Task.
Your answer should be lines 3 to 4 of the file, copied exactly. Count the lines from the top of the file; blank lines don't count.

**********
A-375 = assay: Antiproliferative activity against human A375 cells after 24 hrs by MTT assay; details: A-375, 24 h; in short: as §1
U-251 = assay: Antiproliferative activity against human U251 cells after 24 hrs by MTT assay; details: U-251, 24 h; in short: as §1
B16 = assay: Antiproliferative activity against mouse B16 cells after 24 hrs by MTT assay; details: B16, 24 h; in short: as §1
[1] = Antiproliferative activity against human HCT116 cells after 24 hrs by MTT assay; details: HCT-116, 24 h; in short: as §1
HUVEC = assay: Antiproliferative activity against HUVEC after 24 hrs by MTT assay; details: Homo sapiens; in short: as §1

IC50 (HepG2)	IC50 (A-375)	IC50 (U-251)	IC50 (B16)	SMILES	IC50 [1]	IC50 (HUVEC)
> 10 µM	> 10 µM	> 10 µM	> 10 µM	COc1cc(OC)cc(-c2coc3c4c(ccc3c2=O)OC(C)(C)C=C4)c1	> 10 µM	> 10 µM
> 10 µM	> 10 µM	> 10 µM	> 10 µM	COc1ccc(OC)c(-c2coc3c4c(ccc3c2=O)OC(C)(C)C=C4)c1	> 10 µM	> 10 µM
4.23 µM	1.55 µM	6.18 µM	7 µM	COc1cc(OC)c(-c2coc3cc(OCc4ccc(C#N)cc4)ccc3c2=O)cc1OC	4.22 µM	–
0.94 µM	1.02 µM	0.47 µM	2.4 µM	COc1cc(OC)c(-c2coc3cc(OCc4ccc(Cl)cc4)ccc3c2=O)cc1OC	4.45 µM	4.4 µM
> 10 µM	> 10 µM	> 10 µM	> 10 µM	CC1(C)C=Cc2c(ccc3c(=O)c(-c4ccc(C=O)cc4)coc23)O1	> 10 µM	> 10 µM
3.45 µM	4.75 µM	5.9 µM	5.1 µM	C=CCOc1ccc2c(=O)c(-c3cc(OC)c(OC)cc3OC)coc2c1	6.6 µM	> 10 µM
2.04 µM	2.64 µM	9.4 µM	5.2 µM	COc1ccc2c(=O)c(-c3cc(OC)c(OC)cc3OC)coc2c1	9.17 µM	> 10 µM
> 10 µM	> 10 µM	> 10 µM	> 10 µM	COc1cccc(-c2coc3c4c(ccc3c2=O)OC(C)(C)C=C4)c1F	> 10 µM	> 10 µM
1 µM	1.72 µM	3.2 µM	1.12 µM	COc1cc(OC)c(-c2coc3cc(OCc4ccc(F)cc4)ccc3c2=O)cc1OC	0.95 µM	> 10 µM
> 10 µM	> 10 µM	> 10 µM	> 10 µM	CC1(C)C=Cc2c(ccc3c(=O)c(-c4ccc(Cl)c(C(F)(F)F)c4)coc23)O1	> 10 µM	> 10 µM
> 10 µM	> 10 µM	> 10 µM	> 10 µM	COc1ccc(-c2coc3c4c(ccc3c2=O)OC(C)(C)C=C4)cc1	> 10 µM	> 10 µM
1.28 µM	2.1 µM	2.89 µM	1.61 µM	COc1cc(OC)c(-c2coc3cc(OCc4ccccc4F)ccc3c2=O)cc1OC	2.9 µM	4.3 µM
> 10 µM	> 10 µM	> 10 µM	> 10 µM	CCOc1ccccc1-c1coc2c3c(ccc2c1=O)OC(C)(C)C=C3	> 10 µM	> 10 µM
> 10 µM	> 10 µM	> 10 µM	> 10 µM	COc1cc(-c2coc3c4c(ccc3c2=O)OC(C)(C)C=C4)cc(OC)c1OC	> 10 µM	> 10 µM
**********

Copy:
B16 = assay: Antiproliferative activity against mouse B16 cells after 24 hrs by MTT assay; details: B16, 24 h; in short: as §1
[1] = Antiproliferative activity against human HCT116 cells after 24 hrs by MTT assay; details: HCT-116, 24 h; in short: as §1